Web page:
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Investing in US: How India helps create American jobs

July 12, 2013 03:09 IST

Arguing that the ‘extraordinary economic growth that has in fact been taking place between the United States and India,’ that has translated ‘into thousands of jobs created in both countries, has ‘sometimes been lost in the distraction of the daily headlines,’ is the focus of a major report officially launched by the US-India Business Council titled ‘Investing in America, How India Helps Create American Jobs.’

The report, unveiled at the USIBC’s 38th Anniversary Leadership Summit held in Washington, DC on Thursday, is reminiscent of three earlier reports -- by the Federation of Indian Chambers of Commerce and Industry, the National Association of Software and Services Companies, and the Confederation of Indian industry -- pointing to the significant in-sourcing and massive investment of Indian companies in the US, generating several thousand jobs and community development in education, health, and other areas in various American cities, and the significant and social impact created by these firms on American communities in which they operate.

The report said, “American companies are dedicated to strengthening our economy and to creating as many jobs for Americans as they can,” and noted, “As the US economy makes a steady recovery, employers are hiring each and every day across the country.”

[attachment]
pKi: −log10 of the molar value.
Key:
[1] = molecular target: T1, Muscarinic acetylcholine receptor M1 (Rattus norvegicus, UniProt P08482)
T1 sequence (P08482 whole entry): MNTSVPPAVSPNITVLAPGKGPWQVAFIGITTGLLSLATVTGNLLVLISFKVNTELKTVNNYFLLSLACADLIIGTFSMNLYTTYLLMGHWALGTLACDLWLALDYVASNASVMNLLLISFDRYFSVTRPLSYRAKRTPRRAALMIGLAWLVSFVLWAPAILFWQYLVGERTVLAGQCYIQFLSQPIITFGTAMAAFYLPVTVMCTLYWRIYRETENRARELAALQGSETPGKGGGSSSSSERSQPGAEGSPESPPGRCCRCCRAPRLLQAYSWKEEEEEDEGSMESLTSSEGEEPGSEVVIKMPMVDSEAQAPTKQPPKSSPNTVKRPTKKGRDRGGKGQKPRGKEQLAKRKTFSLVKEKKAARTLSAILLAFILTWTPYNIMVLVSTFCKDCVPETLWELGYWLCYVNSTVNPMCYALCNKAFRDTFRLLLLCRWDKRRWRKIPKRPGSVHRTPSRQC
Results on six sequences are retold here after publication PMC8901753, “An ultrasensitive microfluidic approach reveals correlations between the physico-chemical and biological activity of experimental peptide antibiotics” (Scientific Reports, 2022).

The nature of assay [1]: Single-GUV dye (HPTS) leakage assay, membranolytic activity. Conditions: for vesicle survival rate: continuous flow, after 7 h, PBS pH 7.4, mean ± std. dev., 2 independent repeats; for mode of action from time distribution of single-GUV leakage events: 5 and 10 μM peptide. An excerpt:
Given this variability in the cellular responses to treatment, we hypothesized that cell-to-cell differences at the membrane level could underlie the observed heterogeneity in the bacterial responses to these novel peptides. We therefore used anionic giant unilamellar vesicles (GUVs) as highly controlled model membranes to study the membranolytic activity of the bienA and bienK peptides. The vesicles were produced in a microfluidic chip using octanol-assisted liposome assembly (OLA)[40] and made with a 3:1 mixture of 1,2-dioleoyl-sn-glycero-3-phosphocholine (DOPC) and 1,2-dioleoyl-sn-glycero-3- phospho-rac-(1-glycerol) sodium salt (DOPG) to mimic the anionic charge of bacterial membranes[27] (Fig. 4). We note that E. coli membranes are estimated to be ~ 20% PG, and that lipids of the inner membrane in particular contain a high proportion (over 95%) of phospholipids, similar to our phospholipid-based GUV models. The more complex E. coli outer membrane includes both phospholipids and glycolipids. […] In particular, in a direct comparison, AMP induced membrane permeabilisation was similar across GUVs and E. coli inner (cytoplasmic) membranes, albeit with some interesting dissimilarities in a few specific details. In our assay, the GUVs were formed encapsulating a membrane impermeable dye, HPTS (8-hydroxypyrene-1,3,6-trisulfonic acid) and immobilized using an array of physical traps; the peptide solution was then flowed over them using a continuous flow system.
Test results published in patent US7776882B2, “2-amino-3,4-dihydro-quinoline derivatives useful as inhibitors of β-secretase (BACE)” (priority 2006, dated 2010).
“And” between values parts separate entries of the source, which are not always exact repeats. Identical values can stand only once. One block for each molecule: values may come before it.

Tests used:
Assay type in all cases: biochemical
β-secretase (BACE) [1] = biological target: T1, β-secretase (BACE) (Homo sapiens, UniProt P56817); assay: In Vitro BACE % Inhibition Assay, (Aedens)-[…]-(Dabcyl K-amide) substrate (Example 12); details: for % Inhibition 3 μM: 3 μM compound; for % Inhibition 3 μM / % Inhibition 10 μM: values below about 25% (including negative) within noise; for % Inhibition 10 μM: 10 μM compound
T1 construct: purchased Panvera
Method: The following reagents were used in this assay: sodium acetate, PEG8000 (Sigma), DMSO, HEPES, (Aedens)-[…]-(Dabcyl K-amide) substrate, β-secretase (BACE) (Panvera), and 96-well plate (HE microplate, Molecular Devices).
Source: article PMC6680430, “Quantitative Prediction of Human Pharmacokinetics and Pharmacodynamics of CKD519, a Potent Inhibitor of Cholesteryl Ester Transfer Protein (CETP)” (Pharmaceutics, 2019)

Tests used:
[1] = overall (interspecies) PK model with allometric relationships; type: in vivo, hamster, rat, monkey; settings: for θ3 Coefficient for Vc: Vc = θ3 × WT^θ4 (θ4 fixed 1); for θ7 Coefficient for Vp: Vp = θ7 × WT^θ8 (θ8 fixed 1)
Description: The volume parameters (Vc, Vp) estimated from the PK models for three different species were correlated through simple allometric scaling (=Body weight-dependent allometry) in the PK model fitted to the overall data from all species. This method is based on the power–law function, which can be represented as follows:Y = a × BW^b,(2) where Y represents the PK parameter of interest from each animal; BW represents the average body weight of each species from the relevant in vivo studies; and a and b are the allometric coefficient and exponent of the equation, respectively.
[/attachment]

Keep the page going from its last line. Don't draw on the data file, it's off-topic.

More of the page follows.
“But here’s a secret that the US-India Business Council is ready to let out of the bag: Indian companies -- and American companies invested in India -- are doing the same thing,” it said.

Acknowledging that the report is aimed at and would be circulated among members of the US Congress, the American public, and even senior officials of the Obama administration, to rebut those with a propensity for political expediency to blame outsourcing by American companies to countries like India as one of the reasons for job losses in America, Ron Somers, president of the USIBC told, “Elected officials and Americans in general need to appreciate the vitality and level of resources being brought to the United States by the Indian diaspora and by investments coming directly from India.”

He asserted, “Never before in our history has the magnitude of talent and resources flow been greater. This is something to be noted and celebrated.”

Somers said, “It is USIBC's goal to get this information out to the general public, and to make our elected officials aware of this grand synchronicity that is special between people who believe in and cherish the free market principles of freedom, which both our counties represent.”

The report features a diverse set of companies from Broadcom Corporation to Caterpillar, General Electric to Harley Davidson, Jubilant Life Sciences Ltd to Ranbaxy Laboratories, Tata Chemicals to Wipro and the likes of Zee TV.

It said these companies ‘provide a wide range of services and products to customers around the world, and what they all share in common is that they do business in both the United States and India, and they are convinced that two-way trade between India and America will revitalise the US economy and help create US jobs.’

And quoting GE’s CEO Jeffrey Immelt, the report said, “It’s not a zero-sum game. (Globaliasation) creates jobs in the United States.”